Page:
James Yeates: Learn from your history, or be doomed to repeat it

Taking the time to reflect on our experiences in the Covid-19 pandemic has helped set us up for the future

Nobody wants to relive 2020, especially while we have the current resurgence focusing our attention.

However, we all know there is value in learning from our history – or be doomed to repeat it. It’s not the glitziest part of leadership, perhaps, but one of the most important.

With that in mind, the leadership team at Cats Protection recently completed an exercise to bring together everything we learnt from last year.

It was well worth doing, so I thought sharing our learnings might help to reassure and encourage others to do their own exercise.

Reflecting on our experiences over the past year helped us see what we could do differently “next time”, given what we know now.

Importantly, we saw what we should keep, repeat and enhance.

More widely, the exercise shone a brilliant light on our organisation, giving us a chance to recognise aspects of our working culture, processes and practices explicitly and proactively.

It role-modelled safe and open learning from the top, strengthened relationships and camaraderie, and brought people together to reaffirm our shared purpose, aims and ambitions.

We started by compiling a chronology of events, including the government’s restrictions and our responses to maximise our cat work compliantly and safely.

This reminded us of the challenges – the complexity, information-paucity, uncertainty and volatility at the time – and the sheer breadth of our responses.

We evaluated our decisions, implementation and communications across the whole organisation, using criteria of speed, cost and quality, compliance, consistency and stakeholders’ emotional experiences.

We then drew recommendations, as broad principles and specific actions, and assigned accountability for them.

We deliberately included learnings already being implemented, to recognise and consolidate them.

Some covered how to reduce future challenges, such as risk assessment and timely data management.

Others related to how we should respond, such as empowerment and (no surprise) digital transformation.

The fundamental reason for the exercise was that everyone involved wanted to learn on a personal level more than wanting to educate others.

Everyone was committed to making it work, and so brought their best selves to the job: brave, candid, tactful, mature and self-aware.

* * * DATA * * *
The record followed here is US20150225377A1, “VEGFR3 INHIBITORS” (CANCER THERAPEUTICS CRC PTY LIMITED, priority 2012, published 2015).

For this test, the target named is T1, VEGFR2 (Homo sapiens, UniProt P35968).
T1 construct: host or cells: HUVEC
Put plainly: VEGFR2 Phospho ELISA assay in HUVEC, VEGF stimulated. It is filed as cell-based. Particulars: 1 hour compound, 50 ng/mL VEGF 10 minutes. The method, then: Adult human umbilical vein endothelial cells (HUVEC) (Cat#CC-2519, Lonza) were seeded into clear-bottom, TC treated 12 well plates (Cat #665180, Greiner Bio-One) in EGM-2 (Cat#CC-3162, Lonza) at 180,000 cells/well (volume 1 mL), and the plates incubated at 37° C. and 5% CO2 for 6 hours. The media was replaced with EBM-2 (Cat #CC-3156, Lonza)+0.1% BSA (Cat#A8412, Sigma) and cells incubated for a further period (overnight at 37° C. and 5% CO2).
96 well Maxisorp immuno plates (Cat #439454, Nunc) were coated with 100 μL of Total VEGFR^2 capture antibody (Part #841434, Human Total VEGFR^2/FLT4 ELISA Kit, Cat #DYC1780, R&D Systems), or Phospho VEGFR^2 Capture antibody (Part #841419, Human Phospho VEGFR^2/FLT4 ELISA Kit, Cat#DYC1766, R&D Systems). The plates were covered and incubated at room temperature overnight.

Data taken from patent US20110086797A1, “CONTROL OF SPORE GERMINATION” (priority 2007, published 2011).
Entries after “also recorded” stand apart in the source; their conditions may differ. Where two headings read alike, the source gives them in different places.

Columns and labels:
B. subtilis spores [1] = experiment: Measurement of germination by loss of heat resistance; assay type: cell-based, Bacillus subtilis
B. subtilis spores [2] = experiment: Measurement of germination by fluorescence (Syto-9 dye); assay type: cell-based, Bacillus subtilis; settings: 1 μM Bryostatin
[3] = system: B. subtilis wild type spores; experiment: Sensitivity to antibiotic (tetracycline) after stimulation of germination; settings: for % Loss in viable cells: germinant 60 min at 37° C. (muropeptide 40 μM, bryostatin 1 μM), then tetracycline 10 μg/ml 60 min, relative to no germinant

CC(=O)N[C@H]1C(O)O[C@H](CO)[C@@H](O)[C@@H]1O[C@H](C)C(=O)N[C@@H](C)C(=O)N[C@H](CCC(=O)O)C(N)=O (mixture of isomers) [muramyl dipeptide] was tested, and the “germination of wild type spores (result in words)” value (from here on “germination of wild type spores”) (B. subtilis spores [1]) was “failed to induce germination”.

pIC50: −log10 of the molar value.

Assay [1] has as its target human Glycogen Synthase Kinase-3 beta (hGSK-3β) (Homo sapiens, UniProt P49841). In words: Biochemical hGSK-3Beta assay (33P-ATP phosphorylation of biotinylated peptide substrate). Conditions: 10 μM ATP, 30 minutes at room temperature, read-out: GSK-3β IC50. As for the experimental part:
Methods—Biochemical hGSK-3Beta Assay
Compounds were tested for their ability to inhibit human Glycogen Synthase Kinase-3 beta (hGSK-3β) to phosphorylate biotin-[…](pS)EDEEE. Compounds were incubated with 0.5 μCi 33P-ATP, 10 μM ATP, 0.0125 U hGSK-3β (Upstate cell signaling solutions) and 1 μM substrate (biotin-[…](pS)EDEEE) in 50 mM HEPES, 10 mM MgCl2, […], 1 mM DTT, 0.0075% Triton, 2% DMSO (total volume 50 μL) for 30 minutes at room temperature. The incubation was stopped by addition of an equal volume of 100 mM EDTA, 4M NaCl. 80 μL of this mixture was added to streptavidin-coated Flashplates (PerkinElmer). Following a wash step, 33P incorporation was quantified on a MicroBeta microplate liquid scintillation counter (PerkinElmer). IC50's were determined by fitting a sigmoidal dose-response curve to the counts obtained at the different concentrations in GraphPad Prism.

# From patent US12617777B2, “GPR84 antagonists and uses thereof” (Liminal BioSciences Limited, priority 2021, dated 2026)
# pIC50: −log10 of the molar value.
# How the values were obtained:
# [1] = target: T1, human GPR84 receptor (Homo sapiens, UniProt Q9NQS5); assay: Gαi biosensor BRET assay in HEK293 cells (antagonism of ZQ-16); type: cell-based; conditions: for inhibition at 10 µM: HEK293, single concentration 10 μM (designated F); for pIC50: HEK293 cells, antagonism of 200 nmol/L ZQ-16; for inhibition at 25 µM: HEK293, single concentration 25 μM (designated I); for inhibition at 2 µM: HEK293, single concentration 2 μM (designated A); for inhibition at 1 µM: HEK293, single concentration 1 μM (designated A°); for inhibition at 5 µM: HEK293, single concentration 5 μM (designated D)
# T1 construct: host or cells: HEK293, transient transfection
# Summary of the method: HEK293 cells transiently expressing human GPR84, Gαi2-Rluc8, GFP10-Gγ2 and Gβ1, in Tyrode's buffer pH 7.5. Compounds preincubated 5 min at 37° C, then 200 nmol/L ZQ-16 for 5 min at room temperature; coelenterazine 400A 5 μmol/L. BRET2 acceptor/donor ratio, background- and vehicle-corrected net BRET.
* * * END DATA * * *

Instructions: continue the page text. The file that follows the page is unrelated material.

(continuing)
We explicitly recognised in advance that nobody gets everything perfectly right – and believing that one does is probably a symptom not of greatness, but of blindness.

We also ensured everyone was clear that the aim was an exercise in discovery, and understood what was excluded, such as performance management and ongoing crisis-management decisions.

The exercise was a broad one, kept at a level of detail appropriate for the board and drawing in inputs from across the organisation, including project leads and our volunteer council.

We also kept it tight, led by a small task-and-finish group of six members selected from the board and executive team, and used a project methodology with strict deadlines.

These were shared with senior leadership, and are beginning to be shared more widely.

Managing the inevitable emotional aspects was also important, with everyone personally committing to ensuring that it was open and organisational rather than personal; appreciative and non-defensive.

We expressed when the review felt uncomfortable, so that we could be additionally sensitive and careful – but without skirting the issues.

When discomfort inevitably occurred, we knew we were on the same side.

Even if now is not the time, planning for a reflective exercise in the future can help everyone to keep focus on each day’s immediate decisions, depersonalise disagreements, and look for learnings as they go.

Our process has made me even more proud of, and impressed by, everyone involved in the exercise itself (especially as we did it while dealing with the ongoing Covid-19 crisis) and everyone involved in our response to the pandemic across the organisation.

James Yeates is chief executive of Cats Protection

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